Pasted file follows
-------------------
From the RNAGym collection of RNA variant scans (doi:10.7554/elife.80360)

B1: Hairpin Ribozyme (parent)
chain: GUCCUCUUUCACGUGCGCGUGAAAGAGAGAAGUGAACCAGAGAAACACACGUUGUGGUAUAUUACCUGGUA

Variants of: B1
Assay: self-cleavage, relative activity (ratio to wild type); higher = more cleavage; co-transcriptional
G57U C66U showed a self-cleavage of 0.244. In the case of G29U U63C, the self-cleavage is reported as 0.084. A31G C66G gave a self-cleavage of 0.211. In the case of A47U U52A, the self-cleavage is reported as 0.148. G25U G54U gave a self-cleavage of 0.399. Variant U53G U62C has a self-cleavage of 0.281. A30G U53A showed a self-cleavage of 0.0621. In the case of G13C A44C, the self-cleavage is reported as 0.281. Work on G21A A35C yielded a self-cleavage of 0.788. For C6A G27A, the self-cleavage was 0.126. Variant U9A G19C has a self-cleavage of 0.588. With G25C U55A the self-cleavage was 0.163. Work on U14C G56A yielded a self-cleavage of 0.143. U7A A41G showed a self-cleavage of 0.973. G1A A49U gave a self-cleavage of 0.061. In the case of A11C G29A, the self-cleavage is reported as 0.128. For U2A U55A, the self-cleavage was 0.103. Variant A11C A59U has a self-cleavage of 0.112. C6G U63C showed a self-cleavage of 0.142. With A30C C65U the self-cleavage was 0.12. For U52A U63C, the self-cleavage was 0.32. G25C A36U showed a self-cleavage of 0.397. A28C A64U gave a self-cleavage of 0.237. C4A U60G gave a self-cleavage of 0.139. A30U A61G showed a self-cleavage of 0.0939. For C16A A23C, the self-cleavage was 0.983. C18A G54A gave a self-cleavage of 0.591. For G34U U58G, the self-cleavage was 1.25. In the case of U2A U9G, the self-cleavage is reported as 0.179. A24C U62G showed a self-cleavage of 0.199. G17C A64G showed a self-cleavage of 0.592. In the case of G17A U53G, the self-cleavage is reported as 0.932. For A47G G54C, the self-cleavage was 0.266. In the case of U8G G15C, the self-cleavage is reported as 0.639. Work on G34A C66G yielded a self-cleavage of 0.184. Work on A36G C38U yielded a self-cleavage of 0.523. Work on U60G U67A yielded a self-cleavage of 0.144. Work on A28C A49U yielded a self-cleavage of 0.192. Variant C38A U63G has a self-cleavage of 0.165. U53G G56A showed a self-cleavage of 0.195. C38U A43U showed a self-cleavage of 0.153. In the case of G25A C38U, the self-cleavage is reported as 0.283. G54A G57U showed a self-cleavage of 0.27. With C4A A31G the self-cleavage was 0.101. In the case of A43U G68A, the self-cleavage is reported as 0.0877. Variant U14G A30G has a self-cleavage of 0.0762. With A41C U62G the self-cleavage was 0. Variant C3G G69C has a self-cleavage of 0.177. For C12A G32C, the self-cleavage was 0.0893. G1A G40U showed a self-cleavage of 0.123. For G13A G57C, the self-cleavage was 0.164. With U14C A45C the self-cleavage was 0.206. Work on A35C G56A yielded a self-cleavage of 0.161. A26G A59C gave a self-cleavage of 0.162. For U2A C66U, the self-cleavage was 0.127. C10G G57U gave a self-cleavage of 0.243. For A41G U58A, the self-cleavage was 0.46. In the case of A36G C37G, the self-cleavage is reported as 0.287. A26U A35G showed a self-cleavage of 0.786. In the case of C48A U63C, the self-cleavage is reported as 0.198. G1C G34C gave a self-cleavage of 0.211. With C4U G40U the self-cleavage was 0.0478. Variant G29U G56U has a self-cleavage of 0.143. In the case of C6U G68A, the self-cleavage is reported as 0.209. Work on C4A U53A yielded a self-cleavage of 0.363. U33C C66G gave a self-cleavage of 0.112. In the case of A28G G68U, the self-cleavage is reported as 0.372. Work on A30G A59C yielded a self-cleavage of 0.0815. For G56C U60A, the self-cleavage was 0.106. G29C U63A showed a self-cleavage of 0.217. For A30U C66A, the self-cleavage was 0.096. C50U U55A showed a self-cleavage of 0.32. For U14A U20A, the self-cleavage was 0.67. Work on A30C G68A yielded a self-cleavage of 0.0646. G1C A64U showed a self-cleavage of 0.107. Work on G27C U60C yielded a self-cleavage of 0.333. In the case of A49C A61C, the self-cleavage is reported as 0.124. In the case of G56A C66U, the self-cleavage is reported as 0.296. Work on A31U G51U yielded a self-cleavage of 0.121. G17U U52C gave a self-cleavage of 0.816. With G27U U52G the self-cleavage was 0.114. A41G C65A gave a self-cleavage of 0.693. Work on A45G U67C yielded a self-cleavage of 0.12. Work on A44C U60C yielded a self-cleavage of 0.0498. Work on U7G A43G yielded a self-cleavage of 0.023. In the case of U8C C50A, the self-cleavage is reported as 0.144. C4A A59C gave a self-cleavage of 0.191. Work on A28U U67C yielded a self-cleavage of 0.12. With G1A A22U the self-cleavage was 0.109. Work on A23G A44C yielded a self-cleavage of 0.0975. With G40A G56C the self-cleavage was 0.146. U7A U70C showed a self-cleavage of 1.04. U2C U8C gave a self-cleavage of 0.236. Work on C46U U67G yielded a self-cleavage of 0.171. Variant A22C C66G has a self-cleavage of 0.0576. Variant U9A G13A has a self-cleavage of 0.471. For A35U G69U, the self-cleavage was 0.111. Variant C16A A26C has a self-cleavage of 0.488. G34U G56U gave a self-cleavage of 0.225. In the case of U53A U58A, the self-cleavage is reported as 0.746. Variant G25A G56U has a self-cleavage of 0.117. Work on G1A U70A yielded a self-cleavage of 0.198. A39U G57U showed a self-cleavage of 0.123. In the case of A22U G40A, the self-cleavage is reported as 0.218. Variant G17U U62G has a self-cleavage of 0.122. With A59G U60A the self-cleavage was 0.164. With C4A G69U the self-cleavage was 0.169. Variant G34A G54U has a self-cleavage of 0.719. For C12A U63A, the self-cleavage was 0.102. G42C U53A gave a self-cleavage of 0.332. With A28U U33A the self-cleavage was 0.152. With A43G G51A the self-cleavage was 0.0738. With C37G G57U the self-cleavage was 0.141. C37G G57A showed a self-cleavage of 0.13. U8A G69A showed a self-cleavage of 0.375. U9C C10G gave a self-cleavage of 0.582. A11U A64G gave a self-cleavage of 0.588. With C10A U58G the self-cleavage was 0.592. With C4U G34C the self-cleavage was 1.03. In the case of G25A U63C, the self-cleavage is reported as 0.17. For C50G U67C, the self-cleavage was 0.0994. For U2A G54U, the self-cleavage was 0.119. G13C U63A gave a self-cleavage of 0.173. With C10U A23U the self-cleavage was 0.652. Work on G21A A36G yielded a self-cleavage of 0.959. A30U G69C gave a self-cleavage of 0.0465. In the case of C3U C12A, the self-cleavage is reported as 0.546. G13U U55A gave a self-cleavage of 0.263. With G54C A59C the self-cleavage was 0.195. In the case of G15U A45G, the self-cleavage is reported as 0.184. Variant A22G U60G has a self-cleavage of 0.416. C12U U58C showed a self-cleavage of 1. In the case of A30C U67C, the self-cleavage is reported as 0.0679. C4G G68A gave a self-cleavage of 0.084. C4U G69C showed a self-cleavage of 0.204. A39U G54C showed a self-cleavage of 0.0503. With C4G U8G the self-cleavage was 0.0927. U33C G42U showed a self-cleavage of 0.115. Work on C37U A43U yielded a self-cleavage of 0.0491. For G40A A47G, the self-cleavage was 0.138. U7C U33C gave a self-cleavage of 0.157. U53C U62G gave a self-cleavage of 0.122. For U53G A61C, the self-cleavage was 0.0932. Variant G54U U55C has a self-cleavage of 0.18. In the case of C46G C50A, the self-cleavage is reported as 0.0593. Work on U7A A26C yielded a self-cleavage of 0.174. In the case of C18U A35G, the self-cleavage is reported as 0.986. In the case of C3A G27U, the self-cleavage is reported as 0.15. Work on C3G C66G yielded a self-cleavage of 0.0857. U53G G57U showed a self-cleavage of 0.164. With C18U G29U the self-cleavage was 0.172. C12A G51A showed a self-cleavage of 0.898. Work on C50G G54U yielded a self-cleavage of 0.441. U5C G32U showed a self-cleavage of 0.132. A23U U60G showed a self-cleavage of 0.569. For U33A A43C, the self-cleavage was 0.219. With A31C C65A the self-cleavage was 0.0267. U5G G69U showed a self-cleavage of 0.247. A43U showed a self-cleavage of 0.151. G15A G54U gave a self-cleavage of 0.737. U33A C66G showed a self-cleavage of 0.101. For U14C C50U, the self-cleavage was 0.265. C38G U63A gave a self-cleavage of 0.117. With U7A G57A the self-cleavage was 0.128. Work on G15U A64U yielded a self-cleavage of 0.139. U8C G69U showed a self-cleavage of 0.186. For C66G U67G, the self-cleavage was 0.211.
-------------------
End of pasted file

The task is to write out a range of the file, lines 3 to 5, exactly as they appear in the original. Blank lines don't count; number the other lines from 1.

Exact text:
chain: GUCCUCUUUCACGUGCGCGUGAAAGAGAGAAGUGAACCAGAGAAACACACGUUGUGGUAUAUUACCUGGUA

Variants of: B1
Assay: self-cleavage, relative activity (ratio to wild type); higher = more cleavage; co-transcriptional